In Arthur Conan Doyle’ s The Boscombe Valley Mystery, Sherlock Holmes and Watson travel to a country-estate where a man has been murdered, most probably by his son, the last person not only to be seen but also violently quarrelling with the dead man. Now, it is for Holmes to prove the young man’s innocence though all circumstantial evidence points against him. Reading a Holmes story after a very long time, I absolutely loved this story right from the time Watson receives a telegram from Holmes. The train journey and Watson’s reference to his time in Afghanistan brought a whiff of the past so strong that I wanted to read a Victorian mystery immediately.
Miss Florence Cusack and Dr. Lonsdale investigate the strange will of a miser that awards a man his weight in gold in L.T. Meade’s and Robert Eustace’s Mr. Bovey’s Unexpected Will which was interesting because of the detective being a woman.
Actress Kitty Sartorius loses her diamond-studded gold bracelet in Arnold Bennet’s playful story of beauties and adventurers – A Bracelet at Bruges.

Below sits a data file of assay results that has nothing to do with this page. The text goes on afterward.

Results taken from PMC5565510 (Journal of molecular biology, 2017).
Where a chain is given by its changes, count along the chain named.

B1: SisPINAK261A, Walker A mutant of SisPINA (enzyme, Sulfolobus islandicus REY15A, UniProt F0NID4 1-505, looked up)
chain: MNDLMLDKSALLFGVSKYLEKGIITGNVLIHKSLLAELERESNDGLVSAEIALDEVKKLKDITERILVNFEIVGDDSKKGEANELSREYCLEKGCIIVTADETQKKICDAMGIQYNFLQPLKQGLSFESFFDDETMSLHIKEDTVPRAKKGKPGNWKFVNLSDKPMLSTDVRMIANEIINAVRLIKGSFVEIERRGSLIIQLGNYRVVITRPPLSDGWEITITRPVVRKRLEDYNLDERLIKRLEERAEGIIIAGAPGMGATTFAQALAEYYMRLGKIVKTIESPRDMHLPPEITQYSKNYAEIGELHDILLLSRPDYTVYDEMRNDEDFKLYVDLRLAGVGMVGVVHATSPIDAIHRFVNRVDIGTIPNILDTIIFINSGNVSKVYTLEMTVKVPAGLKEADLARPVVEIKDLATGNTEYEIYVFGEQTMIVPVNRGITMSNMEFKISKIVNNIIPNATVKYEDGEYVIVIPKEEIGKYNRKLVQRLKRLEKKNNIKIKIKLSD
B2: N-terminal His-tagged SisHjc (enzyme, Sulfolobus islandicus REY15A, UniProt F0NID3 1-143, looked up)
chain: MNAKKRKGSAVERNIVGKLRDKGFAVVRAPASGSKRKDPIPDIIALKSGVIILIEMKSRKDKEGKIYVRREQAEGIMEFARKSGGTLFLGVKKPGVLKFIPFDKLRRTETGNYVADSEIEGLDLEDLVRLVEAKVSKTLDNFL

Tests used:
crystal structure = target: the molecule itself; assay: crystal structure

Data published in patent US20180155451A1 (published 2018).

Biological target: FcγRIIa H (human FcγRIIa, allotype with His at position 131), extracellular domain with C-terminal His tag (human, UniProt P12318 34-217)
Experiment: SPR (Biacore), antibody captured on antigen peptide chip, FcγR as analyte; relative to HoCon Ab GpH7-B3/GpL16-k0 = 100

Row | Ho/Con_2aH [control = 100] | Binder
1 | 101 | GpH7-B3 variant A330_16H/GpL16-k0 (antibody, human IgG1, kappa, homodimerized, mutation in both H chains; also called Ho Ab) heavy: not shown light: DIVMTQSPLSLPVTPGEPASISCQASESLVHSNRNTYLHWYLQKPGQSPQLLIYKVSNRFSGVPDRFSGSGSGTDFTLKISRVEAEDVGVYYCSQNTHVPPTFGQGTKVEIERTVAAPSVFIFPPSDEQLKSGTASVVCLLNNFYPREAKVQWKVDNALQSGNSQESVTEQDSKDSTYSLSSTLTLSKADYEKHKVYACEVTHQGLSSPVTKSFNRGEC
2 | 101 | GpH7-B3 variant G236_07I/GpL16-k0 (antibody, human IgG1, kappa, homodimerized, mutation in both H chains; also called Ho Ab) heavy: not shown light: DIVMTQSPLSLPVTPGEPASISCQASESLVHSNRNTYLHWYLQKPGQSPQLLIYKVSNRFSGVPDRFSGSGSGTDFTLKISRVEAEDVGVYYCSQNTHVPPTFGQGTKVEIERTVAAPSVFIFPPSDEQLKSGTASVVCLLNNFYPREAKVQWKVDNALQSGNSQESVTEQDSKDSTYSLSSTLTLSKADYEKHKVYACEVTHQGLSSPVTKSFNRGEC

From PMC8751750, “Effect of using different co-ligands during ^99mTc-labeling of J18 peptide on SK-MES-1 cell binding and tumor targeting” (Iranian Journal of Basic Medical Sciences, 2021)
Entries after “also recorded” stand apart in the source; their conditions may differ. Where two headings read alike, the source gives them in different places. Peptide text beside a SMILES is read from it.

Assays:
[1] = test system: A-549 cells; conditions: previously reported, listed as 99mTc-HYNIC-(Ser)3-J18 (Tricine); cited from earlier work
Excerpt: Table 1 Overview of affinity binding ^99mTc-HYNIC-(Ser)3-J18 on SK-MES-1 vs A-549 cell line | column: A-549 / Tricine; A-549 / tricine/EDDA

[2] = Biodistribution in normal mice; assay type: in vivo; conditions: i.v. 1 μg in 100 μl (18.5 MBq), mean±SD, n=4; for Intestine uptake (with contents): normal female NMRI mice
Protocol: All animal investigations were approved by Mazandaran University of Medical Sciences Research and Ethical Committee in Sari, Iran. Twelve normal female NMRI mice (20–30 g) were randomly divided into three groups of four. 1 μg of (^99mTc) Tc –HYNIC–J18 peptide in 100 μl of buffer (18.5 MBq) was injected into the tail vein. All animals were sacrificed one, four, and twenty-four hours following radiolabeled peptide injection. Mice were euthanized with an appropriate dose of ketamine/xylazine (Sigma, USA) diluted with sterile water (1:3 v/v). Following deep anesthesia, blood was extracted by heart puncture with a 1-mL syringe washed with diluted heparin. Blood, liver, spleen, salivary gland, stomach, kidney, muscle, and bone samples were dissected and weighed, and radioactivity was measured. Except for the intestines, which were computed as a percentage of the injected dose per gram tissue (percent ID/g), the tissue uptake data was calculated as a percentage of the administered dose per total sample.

Baroness Orczy is in fine form in Who Stole the Black Diamonds? The Queen of Bohemia loses her black diamond necklace. A year later, after the hulla-baloo has died down considerably, an American widow appears at a social function wearing the same necklace. She insists that these were legally bought by her late husband. Men of repute vouchsafe for the husband’s integrity. Even more intriguingly, the diamonds were bought much before they got stolen, at a time when they were still gracing the neck of Her Royal Highness.
The murder of a young woman in a train-carriage is investigated in R. Austin Freeman’s The Blue Sequin.
The best thing I liked about the book was it made me acquainted with authors about whom I had heard a lot but had not read (them). Barring Doyle, all were new to me. However, it would have better had this collection been edited with somebody providing a background to the stories and the authors.
First Line: We were seated at breakfast one morning, my wife and I, when the maid brought in a telegram.
Title: Great Detective Stories
Author(s): Arthur Conan Doyle and Others
Publication Details: London: Watermill Press, 1986
First Published: 1986
The book might be available in second-hand books shops or libraries, I bought it at a Book Sale (Delhi Book Fair, 2009).
2 thoughts on “Short Notes: Great Detective Stories”
Neeru – Oh, that does sound a like a nice little collection! Some of these I've read and some not; I'll have to check this out.
Please do Margot. It's a tiny little collection and reads very fast.